Crop pests have been a major concern for global agriculture and due to global warming and the increase in human population, its only getting worse. We sometimes underestimate the effects that our actions have on this planet. Pollution, deforestation, and human expansion are all causing the migration of local pests into foreign environments and are problems we need stop if we want to win this war against pests. I agree with you that modern day transportation is contributing to the spread of pests in distant environments, but we can best tackle this issue by ensuring that we carefully sterilize foods and other items that are being transported from one area to another. Interestingly, the implications of using biotechnology to fight off crop pests are becoming extremely popular. Farmers are using genetic modified crops to fight off pests. One example is Bt-corn, which is a genetic modified corn that produces toxins that are harmful to the bacteria Bacillus thuringiensis. But my major concern with using genetic modified organisms (GMOs) as food source is that the long term effects are unknown. I personally believe that GMOs and the foods that we eat are linked to the increase in cancer related cases. So the question becomes do we continue to use GMOs to fight off crop pests without knowing the long term effects, or do we control the pest population by minimizing our impact on this world? I go with the latter.
I agree that the use of genetically modified organisms (GMOs) has had a positive impact on the crop industry but the impact it has on the health of consumers has yet to be established and that in itself is frightening. Our species prides itself on the constant technological advances we regularly produce but almost never think about the possible negative consequences of those actions. I definitely understand the driving force behind the production of GMOs from a monetary standpoint but the well-being of the consumer should always trump profit margins.
The practice of “crop diversification” is definitely a step in the right direction but I also think that a more stringent screening process by border control needs to be implemented in all countries. In addition, with the seemingly constant spread of crops globally it may be worth it for many countries to tailor their crop production based on in pest currently present, i.e. produce crops uneffected by the pests present at that time.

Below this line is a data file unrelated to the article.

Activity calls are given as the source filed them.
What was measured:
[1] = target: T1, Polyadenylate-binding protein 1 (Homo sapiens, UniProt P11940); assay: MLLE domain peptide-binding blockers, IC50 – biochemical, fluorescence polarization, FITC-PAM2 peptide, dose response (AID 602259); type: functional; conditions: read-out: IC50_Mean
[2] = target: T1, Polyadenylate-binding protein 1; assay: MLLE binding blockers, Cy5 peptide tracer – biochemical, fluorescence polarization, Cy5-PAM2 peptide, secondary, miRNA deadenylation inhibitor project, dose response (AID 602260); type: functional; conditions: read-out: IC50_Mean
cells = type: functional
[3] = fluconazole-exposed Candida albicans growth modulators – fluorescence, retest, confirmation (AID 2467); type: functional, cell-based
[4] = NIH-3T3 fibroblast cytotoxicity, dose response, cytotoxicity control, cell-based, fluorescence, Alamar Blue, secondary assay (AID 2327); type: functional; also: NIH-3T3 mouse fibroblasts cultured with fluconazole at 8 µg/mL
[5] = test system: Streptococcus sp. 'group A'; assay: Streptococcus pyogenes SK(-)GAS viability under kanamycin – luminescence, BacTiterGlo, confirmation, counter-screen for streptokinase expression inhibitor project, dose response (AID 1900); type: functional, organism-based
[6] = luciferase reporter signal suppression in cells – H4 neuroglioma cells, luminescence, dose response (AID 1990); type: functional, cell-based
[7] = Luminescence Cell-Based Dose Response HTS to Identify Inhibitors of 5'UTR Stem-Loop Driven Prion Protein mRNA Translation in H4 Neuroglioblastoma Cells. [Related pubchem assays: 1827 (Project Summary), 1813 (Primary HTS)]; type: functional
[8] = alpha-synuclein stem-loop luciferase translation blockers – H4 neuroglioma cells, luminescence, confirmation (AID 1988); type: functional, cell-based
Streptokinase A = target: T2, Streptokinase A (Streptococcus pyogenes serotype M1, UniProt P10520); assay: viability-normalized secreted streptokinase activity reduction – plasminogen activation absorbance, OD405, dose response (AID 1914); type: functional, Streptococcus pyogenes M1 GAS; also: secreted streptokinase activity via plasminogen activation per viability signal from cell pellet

Interesting points brought up here. I wanted to chip in by finding out how have things like GMOs have modified the human gut bacteria that live in symbiosis with humans, and how has this modification impacted our bodies ability to handle molecules that we else could not properly breakdown. I feel like the consequences of the topics presented above have the potential to permeate all aspects of healthcare. Asides from this, I am left wondering how the evolution of crop pests will impact medicine. Lastly, even with the amount of knowledge and education that we garner, will we ever reach a point to where things like this will become more noticed. there are millions of mouths to feed, and for this very reason Need will to a certain extend trump what may be “right”. Personally I think sacrifices will always have to be made. The rate of planet decay as a result of global warming is astounding. In the end we may not only end up losing natural treasures but also ourselves. But I do believe in medicine and science. Perhaps its not too late.
In response to your ideas about gut flora, I would like to add some information about Monsanto’s Roundup. Recently, the EPA has increased the allowable concentration of glyphosate, the active herbicide found in Roundup, for genetically engineered crops that are common in the Western diet. These include oilseed crops of flax, soybeans, and canola. The EPA recognizes harmful health effects from exposure over the allowable levels, particularly with kidney and reproductive damage, but they do not find adequate evidence that glyphosate is carcinogenic. The EPA technical fact sheet is linked here. http://www.epa.gov/safewater/pdfs/factsheets/soc/tech/glyphosa.pdf. Monsanto boasts of the “proven crop safety” of glyphosate on its website, and has been cited in stating the safety of glyphosate’s mechanisms of action in various formats. Their claims are based on the shikimate pathway mechanism that glyphosate uses to effect plants, not animals. However, the problem lies in the fact that this pathway does affect microorganisms. Dr. Samsel and Dr. Seneff explore the implications of this fact in their study regarding the effects of glyphosate on modern diseases. In this study, they find this pathway disrupts normal gut flora which leads to inflammatory diseases of the human immune system. Furthermore, the glyphosate enhances the damaging effects of environmental toxins and chemical residues ingested through food. The study continues to suggest both of these factors have consequences of many prevalent diseases related to the Western diet, including obesity, diabetes, and possibly some forms of autism. It seems there should be some more research done on this quite prevalent herbicide glyphosate to limit the adverse effects associated with its use.
Samsel A, Seneff S. Glyphosate’s Suppression of Cytochrome P450 Enzymes and Amino Acid Biosynthesis by the Gut Microbiome: Pathways to Modern Diseases. Entropy. 2013; 15(4):1416-1463.
Hogweed is creating a lot of problems in Europe. It comes from North America and moved to Europe through contaminated farm tools and bird feed. It causes damage. Plus, in Hungary, a lot of people are allergic to it. Just an example of invasive alien species.